And I said, “OK. We’ll go with that video clip.” So we showed this little video clip, and then I pulled out some spaghetti pasta…

Vicki: (laughs)

Glen: … and some of the mini marshmallows.

Vicki: Ohhh.

Glen: And I said, “Your goal is to make a building that will survive an earthquake. And what we’re going to use — “

We had these trays that we had put sand into. They had to build within those trays. And I showed them how I was going to shake the trays to model the earthquake.

And they got so excited to see who could design a structure that would survive an earthquake that had a strength of 6 or a strength or 7.

I said, “Somebody’s is going to crash big, because I’m going to do a 10 on theirs.”

Vicki: (laughs)

Glen: They got all excited because, you know, “I’ve got to make mine survive.”

That was their goal. They loved it!

And the second day, as they came in, “OK, we’ve got ideas. Can we change it now?”

And I said, “Go for it. Soon as you’re ready, let me know.”

Vicki: (laughs) And then you destroyed their buildings!

Glen: Yes, Ma’am! Multiple times.

Vicki: Don’t they love it?

Glen: They did! And they wanted to build another one.

Failure is a critical piece in learning.

Vicki: You know, if you listen to Jane Mcgonigal, who talks about gaming, you know, somewhere around 50% is kind of the failure rate for engagement and excitement.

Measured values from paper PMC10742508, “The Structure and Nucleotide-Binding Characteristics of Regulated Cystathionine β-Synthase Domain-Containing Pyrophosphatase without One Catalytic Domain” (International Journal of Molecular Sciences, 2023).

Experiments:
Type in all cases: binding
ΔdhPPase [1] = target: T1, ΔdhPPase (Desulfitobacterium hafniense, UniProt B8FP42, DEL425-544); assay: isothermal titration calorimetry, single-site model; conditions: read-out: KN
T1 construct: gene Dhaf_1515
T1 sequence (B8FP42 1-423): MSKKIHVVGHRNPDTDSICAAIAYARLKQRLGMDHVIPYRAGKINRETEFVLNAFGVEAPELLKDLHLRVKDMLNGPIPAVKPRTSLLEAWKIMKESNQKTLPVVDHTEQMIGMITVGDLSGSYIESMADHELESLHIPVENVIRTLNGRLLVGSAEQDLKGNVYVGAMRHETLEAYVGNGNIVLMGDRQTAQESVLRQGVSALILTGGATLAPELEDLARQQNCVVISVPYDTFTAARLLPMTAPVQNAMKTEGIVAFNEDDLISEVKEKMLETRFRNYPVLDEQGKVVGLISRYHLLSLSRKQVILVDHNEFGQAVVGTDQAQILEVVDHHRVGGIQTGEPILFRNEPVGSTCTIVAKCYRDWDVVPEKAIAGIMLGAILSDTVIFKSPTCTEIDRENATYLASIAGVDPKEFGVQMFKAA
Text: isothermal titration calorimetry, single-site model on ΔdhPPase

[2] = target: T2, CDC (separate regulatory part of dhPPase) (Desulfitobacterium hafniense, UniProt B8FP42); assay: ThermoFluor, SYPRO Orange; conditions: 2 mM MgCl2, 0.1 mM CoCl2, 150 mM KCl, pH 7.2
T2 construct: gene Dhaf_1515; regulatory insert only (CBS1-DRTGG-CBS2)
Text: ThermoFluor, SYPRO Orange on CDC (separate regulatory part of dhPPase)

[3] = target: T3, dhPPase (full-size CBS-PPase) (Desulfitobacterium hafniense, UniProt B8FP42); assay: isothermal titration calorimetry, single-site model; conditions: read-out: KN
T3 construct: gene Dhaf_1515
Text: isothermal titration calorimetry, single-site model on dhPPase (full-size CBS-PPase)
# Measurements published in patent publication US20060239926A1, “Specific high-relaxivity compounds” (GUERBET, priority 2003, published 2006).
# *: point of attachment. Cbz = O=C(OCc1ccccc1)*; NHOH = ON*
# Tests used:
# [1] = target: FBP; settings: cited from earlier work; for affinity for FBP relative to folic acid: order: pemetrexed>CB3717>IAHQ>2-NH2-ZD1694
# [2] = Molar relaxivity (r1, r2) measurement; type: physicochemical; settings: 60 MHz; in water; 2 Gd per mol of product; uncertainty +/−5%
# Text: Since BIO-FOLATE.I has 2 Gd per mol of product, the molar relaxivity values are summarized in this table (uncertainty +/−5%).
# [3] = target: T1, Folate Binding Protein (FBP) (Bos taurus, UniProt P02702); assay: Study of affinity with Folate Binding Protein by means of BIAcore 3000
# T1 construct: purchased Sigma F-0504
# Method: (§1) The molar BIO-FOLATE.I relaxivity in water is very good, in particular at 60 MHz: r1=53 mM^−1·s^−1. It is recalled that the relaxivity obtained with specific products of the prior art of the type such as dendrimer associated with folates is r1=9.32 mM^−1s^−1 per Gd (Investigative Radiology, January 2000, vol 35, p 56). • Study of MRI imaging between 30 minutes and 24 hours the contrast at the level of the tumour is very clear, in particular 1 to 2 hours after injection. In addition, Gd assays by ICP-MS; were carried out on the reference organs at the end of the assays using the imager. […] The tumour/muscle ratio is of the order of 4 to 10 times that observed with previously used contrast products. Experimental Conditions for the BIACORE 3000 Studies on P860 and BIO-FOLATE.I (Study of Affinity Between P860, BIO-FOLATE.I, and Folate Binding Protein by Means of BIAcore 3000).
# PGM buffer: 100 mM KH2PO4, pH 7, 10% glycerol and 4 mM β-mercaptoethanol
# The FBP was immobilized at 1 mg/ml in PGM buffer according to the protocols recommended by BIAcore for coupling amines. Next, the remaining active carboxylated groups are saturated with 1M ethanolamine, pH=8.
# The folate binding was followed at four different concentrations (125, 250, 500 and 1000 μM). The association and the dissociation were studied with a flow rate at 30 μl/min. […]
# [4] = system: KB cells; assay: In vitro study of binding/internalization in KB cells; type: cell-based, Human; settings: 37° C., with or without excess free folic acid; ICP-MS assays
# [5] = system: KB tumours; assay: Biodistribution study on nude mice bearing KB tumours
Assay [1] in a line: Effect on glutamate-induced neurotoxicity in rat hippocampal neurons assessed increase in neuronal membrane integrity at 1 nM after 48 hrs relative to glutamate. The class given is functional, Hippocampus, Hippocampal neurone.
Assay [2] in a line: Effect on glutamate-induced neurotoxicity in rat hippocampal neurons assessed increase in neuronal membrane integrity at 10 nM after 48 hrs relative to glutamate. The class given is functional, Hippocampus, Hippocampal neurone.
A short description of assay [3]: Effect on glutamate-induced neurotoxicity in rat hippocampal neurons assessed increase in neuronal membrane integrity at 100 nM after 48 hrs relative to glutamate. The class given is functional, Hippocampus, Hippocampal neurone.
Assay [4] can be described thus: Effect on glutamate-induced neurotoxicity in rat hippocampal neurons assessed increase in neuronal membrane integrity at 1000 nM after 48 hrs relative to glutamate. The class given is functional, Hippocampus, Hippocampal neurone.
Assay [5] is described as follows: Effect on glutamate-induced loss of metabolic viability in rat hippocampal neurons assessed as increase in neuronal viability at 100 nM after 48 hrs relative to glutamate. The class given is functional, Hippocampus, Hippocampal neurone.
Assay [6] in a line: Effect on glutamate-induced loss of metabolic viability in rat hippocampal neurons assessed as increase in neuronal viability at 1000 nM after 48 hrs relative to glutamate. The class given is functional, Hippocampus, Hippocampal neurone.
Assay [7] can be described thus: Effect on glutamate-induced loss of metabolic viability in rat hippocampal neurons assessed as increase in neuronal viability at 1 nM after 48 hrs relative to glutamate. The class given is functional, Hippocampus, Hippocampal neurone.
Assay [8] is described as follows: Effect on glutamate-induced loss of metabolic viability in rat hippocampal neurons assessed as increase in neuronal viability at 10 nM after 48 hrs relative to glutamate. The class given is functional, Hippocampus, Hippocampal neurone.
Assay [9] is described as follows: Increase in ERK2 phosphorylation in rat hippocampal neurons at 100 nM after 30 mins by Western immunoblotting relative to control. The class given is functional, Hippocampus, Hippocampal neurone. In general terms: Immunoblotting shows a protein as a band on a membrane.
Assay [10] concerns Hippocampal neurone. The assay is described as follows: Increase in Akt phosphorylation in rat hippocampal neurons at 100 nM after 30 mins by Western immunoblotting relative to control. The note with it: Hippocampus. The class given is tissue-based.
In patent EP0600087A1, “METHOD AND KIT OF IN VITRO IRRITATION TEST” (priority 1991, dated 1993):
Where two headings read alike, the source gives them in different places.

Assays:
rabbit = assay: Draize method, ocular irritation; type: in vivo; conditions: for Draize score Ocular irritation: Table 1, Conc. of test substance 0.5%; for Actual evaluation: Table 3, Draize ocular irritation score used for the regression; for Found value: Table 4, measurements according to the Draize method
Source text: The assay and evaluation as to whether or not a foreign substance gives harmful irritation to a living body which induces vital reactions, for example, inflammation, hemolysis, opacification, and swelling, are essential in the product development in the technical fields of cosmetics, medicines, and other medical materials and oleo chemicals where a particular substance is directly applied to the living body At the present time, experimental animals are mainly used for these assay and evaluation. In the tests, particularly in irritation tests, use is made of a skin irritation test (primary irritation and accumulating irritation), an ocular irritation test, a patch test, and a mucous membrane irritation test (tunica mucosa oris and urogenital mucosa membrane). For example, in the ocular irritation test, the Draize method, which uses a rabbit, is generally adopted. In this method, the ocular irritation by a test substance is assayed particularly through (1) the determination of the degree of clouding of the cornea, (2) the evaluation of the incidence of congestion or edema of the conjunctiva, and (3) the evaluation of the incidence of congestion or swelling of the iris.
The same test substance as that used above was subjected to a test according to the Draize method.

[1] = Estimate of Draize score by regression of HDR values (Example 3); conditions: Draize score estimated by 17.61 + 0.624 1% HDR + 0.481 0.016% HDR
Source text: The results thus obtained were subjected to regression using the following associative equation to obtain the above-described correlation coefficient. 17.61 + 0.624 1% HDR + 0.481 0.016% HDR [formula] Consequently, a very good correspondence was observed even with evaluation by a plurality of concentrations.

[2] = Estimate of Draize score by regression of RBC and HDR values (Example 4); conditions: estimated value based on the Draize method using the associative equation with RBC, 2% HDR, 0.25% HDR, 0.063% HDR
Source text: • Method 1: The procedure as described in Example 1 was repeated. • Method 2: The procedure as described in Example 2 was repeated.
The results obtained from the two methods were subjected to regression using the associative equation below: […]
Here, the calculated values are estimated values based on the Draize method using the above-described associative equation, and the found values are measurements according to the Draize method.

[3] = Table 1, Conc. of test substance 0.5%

I know that it sounds kind of harsh to take something they’ve created and put it to the test, but it’s really an authentic experience, isn’t it?

Glen: It really is. And the other thing I remind them of is that, FAIL means it’s your First Attempt In Learning.

Vicki: Hmmmm.

Glen: That gives you an opportunity to SAIL, which is your Second Attempt In Learning.

And if it’s really hard, you’re going to go to MAIL, which is Multiple Attempts in Learning.

Vicki: (laughs) Oh, I love that! I wish we could just talk forever!

So this is Science Week. What a great motivation Monday for active learning in the science classroom.

And actually, we can apply the FAIL-SAIL-MAIL to all classrooms.

I love that, Glen. Thank you for sharing your experiences with us and getting us excited about science and about learning!

Glen: You’re very welcome. It’s been a pleasure. I think science and learning is an opportunity for students to grow and be prepared for their future.

Contact us about the show:

Transcribed by Kymberli Mulford

Bio as submitted – Glen Westbroek

Glen Westbroek and his wife have three children. Glen has taught science for 33 years and received these awards: Utah Governor’s Award for Science and Technology, Alpine District Teacher of the Year, Milken Family Foundation National Educator Award, Presidential Award for Excellence in Math and Science Teaching, and Utah Science Teachers Association Dick Peterson Lifetime Achievement award.

Twitter: @gardenglen

Disclosure of Material Connection: This is a “sponsored podcast episode.” The company who sponsored it compensated me via cash payment, gift, or something else of value to include a reference to their product. Regardless, I only recommend products or services I believe will be good for my readers and are from companies I can recommend. I am disclosing this in accordance with the Federal Trade Commission’s 16 CFR, Part 255: “Guides Concerning the Use of Endorsements and Testimonials in Advertising.” This company has no impact on the editorial content of the show.